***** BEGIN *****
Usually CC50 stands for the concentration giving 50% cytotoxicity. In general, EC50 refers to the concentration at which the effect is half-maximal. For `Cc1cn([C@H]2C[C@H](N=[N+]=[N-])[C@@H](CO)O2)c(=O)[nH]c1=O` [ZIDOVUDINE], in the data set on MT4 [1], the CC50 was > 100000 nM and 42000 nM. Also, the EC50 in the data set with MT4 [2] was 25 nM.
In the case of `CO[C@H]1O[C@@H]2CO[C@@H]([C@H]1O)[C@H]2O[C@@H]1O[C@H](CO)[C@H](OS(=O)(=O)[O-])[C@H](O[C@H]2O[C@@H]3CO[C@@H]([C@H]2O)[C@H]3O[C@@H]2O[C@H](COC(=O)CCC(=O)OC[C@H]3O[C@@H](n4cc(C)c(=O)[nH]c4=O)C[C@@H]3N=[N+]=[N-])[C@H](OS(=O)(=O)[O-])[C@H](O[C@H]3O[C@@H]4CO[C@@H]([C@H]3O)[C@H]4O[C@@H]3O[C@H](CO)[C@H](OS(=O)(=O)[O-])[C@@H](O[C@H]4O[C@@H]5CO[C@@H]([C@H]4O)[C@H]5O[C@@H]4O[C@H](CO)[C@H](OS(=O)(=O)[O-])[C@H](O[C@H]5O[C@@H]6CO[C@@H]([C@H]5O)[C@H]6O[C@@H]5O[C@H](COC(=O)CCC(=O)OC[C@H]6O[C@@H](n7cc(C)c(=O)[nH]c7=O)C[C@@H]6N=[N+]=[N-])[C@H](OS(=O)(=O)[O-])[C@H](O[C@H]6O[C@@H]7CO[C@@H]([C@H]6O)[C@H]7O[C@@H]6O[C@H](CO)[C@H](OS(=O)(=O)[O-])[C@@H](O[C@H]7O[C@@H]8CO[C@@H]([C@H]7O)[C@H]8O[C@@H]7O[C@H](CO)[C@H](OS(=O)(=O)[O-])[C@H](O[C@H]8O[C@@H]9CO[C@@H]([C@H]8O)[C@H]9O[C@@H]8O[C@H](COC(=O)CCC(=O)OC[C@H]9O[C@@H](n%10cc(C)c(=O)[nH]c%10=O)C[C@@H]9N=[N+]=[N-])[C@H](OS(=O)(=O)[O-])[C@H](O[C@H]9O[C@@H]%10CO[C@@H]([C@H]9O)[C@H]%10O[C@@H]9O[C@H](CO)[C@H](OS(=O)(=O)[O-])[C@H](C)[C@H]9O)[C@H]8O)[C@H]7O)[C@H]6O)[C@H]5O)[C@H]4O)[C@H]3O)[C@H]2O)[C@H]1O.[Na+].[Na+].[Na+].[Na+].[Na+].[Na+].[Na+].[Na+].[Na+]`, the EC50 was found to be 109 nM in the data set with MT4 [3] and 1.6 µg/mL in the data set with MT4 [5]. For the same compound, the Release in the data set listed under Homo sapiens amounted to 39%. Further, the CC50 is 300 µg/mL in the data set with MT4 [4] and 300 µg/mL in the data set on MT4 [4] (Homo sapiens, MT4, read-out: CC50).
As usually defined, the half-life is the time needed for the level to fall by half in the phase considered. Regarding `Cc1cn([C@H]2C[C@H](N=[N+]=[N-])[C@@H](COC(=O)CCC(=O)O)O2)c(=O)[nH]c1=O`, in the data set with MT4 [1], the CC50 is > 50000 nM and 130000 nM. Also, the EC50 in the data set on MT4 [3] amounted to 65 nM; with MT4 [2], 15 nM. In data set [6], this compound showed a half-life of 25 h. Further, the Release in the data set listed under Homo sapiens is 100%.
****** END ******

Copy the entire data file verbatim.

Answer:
Usually CC50 stands for the concentration giving 50% cytotoxicity. In general, EC50 refers to the concentration at which the effect is half-maximal. For `Cc1cn([C@H]2C[C@H](N=[N+]=[N-])[C@@H](CO)O2)c(=O)[nH]c1=O` [ZIDOVUDINE], in the data set on MT4 [1], the CC50 was > 100000 nM and 42000 nM. Also, the EC50 in the data set with MT4 [2] was 25 nM.
In the case of `CO[C@H]1O[C@@H]2CO[C@@H]([C@H]1O)[C@H]2O[C@@H]1O[C@H](CO)[C@H](OS(=O)(=O)[O-])[C@H](O[C@H]2O[C@@H]3CO[C@@H]([C@H]2O)[C@H]3O[C@@H]2O[C@H](COC(=O)CCC(=O)OC[C@H]3O[C@@H](n4cc(C)c(=O)[nH]c4=O)C[C@@H]3N=[N+]=[N-])[C@H](OS(=O)(=O)[O-])[C@H](O[C@H]3O[C@@H]4CO[C@@H]([C@H]3O)[C@H]4O[C@@H]3O[C@H](CO)[C@H](OS(=O)(=O)[O-])[C@@H](O[C@H]4O[C@@H]5CO[C@@H]([C@H]4O)[C@H]5O[C@@H]4O[C@H](CO)[C@H](OS(=O)(=O)[O-])[C@H](O[C@H]5O[C@@H]6CO[C@@H]([C@H]5O)[C@H]6O[C@@H]5O[C@H](COC(=O)CCC(=O)OC[C@H]6O[C@@H](n7cc(C)c(=O)[nH]c7=O)C[C@@H]6N=[N+]=[N-])[C@H](OS(=O)(=O)[O-])[C@H](O[C@H]6O[C@@H]7CO[C@@H]([C@H]6O)[C@H]7O[C@@H]6O[C@H](CO)[C@H](OS(=O)(=O)[O-])[C@@H](O[C@H]7O[C@@H]8CO[C@@H]([C@H]7O)[C@H]8O[C@@H]7O[C@H](CO)[C@H](OS(=O)(=O)[O-])[C@H](O[C@H]8O[C@@H]9CO[C@@H]([C@H]8O)[C@H]9O[C@@H]8O[C@H](COC(=O)CCC(=O)OC[C@H]9O[C@@H](n%10cc(C)c(=O)[nH]c%10=O)C[C@@H]9N=[N+]=[N-])[C@H](OS(=O)(=O)[O-])[C@H](O[C@H]9O[C@@H]%10CO[C@@H]([C@H]9O)[C@H]%10O[C@@H]9O[C@H](CO)[C@H](OS(=O)(=O)[O-])[C@H](C)[C@H]9O)[C@H]8O)[C@H]7O)[C@H]6O)[C@H]5O)[C@H]4O)[C@H]3O)[C@H]2O)[C@H]1O.[Na+].[Na+].[Na+].[Na+].[Na+].[Na+].[Na+].[Na+].[Na+]`, the EC50 was found to be 109 nM in the data set with MT4 [3] and 1.6 µg/mL in the data set with MT4 [5]. For the same compound, the Release in the data set listed under Homo sapiens amounted to 39%. Further, the CC50 is 300 µg/mL in the data set with MT4 [4] and 300 µg/mL in the data set on MT4 [4] (Homo sapiens, MT4, read-out: CC50).
As usually defined, the half-life is the time needed for the level to fall by half in the phase considered. Regarding `Cc1cn([C@H]2C[C@H](N=[N+]=[N-])[C@@H](COC(=O)CCC(=O)O)O2)c(=O)[nH]c1=O`, in the data set with MT4 [1], the CC50 is > 50000 nM and 130000 nM. Also, the EC50 in the data set on MT4 [3] amounted to 65 nM; with MT4 [2], 15 nM. In data set [6], this compound showed a half-life of 25 h. Further, the Release in the data set listed under Homo sapiens is 100%.